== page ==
By C Raja Mohan
New Delhi’s knee-jerk political protestations against Barack Obama’s remarks on the stalled economic reforms in India have missed out on far more important comments from the president of the United States about Jammu and Kashmir.
Delhi’s jumpy media was quick to push the anxious talking heads and cabinet ministers into affirming India’s sovereign right to drift on the economic front.
What did Obama actually tell the Press Trust of India? A quick look at the text of the PTI story suggests Obama was careful not to criticise India and even acknowledged the government’s right to pursue a “do-nothing” strategy on the reforms front.
The PTI quotes Obama as saying, “it is not the place of the United States to tell other nations, including India, how to chart its economic future. That is for Indians to decide.”
Obama was underlining the growing sentiment in the US business community about the difficulties of investing in India and expressing the hope that India's governing United Progressive Alliance, in its second term, would launch a new round of economic reforms.
The president went on to add, “As India makes the difficult reforms that are necessary, it will continue to have a partner in the US ... It is important, though, to put this in the context of India’s incredible growth and development in recent decades.”
What Obama said in the PTI interview is not very different from the remarks that Singapore Prime Minister Lee Hsien Loong was making in public and private in the Indian capital last week.
Overreacting to every presumed offence from the US is a special Indian political sensibility that has been carefully cultivated over the decades. It’s not so easy to shed it.
If Delhi’s talking heads were objecting to Obama’s "intervention" in India’s internal affairs, the cousins from across the border in Pakistan were disappointed that Obama was not doing enough of it, especially in Jammu and Kashmir.
In ruling out any external mediation in the Indo-Pak contestation over Kashmir, Obama also disappointed the separatists in Srinagar forever looking towards Pakistan's military in Rawalpindi and Washington.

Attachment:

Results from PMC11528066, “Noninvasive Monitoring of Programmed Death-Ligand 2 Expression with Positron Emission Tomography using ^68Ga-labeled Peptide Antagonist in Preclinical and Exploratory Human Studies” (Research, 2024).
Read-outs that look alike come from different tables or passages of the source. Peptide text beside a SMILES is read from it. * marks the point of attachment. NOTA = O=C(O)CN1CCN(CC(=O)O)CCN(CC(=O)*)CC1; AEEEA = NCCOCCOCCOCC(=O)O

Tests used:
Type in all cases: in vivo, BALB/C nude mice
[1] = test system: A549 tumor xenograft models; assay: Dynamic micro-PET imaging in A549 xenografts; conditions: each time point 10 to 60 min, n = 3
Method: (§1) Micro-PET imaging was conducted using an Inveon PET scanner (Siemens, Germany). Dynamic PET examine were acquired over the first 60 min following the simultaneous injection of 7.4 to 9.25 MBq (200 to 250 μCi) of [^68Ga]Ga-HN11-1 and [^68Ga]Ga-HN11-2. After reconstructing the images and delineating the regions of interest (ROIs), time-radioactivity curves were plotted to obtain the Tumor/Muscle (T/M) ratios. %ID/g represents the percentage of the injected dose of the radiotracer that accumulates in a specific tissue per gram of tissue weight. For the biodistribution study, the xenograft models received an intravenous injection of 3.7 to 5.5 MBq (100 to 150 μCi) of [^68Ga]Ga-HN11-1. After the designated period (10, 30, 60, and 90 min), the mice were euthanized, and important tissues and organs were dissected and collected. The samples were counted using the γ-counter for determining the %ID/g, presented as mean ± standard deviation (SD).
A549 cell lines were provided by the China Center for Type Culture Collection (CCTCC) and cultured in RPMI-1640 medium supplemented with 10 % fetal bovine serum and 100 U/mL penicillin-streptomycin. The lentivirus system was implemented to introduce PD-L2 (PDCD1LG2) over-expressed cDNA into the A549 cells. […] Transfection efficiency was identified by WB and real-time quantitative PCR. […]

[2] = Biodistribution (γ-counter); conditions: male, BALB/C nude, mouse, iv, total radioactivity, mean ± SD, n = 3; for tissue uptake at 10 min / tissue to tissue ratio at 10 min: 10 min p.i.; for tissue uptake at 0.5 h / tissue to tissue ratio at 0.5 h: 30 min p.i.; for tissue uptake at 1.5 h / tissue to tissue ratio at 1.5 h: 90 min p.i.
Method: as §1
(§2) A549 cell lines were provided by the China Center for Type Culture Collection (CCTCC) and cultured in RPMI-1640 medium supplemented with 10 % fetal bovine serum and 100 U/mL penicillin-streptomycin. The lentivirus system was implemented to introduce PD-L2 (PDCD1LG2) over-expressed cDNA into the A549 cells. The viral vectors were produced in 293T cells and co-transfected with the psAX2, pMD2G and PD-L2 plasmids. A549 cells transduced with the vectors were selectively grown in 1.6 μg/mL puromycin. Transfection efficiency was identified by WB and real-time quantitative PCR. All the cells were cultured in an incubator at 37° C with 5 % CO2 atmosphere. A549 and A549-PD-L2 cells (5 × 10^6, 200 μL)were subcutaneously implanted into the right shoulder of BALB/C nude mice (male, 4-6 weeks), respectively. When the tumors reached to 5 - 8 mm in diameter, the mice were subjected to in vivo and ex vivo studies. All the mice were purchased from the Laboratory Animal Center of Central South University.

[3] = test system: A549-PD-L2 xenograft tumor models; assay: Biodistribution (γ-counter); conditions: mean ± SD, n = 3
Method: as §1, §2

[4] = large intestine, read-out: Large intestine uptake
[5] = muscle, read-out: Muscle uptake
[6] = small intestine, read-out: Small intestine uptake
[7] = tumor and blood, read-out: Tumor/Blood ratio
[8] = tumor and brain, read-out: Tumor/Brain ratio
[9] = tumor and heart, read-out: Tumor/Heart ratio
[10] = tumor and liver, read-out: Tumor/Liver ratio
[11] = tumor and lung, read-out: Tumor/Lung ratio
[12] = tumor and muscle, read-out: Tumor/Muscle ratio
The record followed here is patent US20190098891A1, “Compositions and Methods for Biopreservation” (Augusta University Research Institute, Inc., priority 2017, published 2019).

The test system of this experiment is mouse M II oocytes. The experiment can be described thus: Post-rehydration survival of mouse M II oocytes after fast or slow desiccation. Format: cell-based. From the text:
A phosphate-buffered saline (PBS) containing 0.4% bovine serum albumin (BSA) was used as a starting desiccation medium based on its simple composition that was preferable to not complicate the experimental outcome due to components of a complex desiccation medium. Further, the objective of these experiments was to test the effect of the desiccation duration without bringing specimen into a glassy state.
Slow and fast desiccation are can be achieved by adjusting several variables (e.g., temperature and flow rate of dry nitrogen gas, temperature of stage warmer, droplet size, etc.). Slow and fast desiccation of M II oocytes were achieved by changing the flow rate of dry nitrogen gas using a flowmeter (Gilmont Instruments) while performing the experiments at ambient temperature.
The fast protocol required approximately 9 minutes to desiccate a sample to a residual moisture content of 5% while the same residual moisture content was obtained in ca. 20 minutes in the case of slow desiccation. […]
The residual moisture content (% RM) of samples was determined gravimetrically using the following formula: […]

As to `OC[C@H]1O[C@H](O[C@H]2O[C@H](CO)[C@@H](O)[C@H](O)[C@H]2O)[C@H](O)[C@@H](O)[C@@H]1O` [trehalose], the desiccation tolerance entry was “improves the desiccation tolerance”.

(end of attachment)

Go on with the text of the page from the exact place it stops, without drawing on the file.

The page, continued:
While there was nothing new in what Obama has said, it underlines the huge political distance that the US president has travelled in the last four years.
During his run for the presidency in 2008, Obama was quite candid about the urgency of resolving the Kashmir issue. He also formulated a thesis that stabilisation of Afghanistan depended on satisfying Pakistan’s concerns in Jammu and Kashmir.
Immediately after his election in November 2008 and before he was sworn in in January 2009, Obama openly mused about Kashmir as a US foreign policy priority and even hinted that he might appoint former president Bill Clinton to mediate between India and Pakistan.
Today, Delhi finds Obama more empathetic than George W. Bush on India’s concerns about cross-border terrorism from Pakistan. Obama has resolutely kept the Kashmir issue off the table.
Obama is clear-eyed in seeing that the Pakistan army’s support to violent extremism is part of the problem in Afghanistan and Kashmir. Few American presidents have mounted as much pressure on the Pakistan army to change course as Obama.
Under Obama, there has been a steadily growing convergence between Delhi and Washington on various issues relating to Pakistan, Afghanistan and the sources of regional instability.
When Obama was elected president, India’s apprehensions went beyond the Kashmir question. Delhi made no secret of its preference for Obama’s Republican rival, Senator John McCain.
While India’s chattering classes were excited about the historic prospects of the US electing a black president, the establishment in Delhi had its thumbs down.
It feared Obama might not implement the civil nuclear initiative negotiated with Bush, could invest more in the Pakistan relationship, and pursue a "China first" policy in Asia. Whatever his initial impulses, Obama has demonstrated a solid commitment to the partnership with India.
Going beyond Bush, Obama supported India’s case for the permanent membership of the United Nations Security Council, discarded the traditional temptation of the Democratic Party to view India solely through the Pakistan prism, and has given strong support to India’s geopolitical role in Asia.
Not surprisingly, Delhi might be happy to see Obama re-elected as president. The Indian government has Obama’s record to go by and the experience of engaging his team.
But Mitt Romney is a "known unknown", as former defence secretary Donald Rumsfeld would have put it. While Delhi has many friends in Romney’s foreign policy camp, it is not clear if the presumed Republican nominee has any interest in or a strategic view of India.
This post was originally published at The Indian Express.
19 July 2012